In the latest/forthcoming version of GNU Emacs there exists a daemon mode. The intent is to make it easier to run in one instance of emacs, and rather than starting new instances, you can run everything in one instance. Less overhead on your system, and everyone’s happy. Without daemon mode, you can still run in server mode and get nearly the same effect, but you end up with one emacs frame that’s the “host,” which means, if you’re dumb and close it (or it’s running inside of another process which crashes...) all of the frames close.
I suppose, as an interjection, that my attempt to explain why this is cool to a generalized audience is somewhat of a lost cause.
In any case, there’s a problem daemon mode doesn’t behave like anyone would want it to. This post explains it better than anything else I’ve read thus far, but it’s not all that clear. Basically when you start emacs --daemon it doesn’t load your .emacs init file correctly, and so things like display settings are off kilter, and can’t really be fixed. I resorted to running my “host” emacs frame inside of a terminal/screen session, because that worked and was basically the same from my perspective.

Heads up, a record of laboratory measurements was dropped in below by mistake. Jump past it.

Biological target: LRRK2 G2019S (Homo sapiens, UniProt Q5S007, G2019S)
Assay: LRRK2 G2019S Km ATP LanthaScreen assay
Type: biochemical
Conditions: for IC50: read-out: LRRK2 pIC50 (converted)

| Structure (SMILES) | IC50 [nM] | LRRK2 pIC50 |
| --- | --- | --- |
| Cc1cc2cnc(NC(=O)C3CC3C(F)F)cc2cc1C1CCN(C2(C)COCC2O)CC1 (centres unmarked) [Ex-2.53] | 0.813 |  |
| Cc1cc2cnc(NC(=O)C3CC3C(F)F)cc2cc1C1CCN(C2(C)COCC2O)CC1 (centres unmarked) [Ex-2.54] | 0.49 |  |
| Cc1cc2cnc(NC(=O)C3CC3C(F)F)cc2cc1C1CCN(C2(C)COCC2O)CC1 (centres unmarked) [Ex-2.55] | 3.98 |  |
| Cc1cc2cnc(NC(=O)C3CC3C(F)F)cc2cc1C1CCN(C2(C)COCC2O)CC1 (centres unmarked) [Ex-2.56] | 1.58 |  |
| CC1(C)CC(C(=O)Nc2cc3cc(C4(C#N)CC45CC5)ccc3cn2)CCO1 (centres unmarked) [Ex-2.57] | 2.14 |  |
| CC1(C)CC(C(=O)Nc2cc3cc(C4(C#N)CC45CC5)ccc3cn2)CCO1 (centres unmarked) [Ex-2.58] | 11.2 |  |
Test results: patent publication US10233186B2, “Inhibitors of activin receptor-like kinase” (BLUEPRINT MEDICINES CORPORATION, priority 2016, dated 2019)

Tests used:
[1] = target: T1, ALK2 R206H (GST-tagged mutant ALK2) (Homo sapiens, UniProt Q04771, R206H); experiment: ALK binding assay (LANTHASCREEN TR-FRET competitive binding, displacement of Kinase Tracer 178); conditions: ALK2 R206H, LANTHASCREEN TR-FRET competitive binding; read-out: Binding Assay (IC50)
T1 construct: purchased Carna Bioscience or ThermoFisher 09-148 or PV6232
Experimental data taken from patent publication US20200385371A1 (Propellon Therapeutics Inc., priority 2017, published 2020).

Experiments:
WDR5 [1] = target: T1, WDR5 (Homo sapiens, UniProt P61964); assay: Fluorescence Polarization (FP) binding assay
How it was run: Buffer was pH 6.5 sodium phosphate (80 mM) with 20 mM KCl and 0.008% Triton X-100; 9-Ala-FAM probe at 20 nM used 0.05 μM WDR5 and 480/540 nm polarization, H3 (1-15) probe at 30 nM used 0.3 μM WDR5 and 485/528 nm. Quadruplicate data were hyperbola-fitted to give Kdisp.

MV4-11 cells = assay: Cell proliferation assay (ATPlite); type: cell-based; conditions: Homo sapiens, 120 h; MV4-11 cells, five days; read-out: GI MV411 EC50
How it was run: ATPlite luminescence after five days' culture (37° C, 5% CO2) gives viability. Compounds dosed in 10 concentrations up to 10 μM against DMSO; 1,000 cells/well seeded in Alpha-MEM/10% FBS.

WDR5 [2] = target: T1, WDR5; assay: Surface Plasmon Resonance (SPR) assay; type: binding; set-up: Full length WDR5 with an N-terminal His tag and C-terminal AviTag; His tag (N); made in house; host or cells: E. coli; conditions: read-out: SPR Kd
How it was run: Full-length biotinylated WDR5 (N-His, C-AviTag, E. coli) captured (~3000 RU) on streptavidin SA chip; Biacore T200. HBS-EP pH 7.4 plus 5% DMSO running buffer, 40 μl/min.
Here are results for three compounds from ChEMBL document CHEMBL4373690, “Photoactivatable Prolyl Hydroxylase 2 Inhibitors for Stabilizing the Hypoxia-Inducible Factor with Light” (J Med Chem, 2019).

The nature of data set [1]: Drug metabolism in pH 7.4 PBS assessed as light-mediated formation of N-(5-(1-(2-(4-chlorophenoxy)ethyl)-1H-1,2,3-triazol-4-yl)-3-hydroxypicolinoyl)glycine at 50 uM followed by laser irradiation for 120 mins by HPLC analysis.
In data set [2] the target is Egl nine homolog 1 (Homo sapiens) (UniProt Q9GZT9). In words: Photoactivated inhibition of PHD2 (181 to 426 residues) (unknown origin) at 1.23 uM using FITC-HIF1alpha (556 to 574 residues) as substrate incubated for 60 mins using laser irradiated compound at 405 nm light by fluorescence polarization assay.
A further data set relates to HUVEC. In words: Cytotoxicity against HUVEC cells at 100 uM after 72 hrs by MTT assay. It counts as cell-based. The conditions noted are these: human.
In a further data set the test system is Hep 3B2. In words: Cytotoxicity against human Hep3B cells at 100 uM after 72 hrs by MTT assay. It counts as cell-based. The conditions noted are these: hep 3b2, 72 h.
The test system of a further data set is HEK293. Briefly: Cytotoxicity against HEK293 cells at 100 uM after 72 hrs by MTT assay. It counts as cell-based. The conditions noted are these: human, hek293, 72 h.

Nevertheless I’ve discovered “the fix” to the emacs daemon it to work like you’d expect. Run the following command at the command line (changing username and font/fontsize):
emacs -u [USERNAME] --daemon --eval "(setq default-frame-alist \ '((font-backend . \"xft\") (font . \"[FONT]-[SIZE]\")))" -l ~/.emacs
And then, open an emacsclient.
... and there was much rejoicing ...
There are a couple of things that I can’t get to work reliably. Most notably, though the emacsclient works in terminal instances, it has some sort of problem with attaching new clients to X after an X crash/restart. No clue what this is about. Not quite sure what the deal is with this, but needing to reboot every time X goes down is a bummer. Other than that? Emacs bliss. For the moment.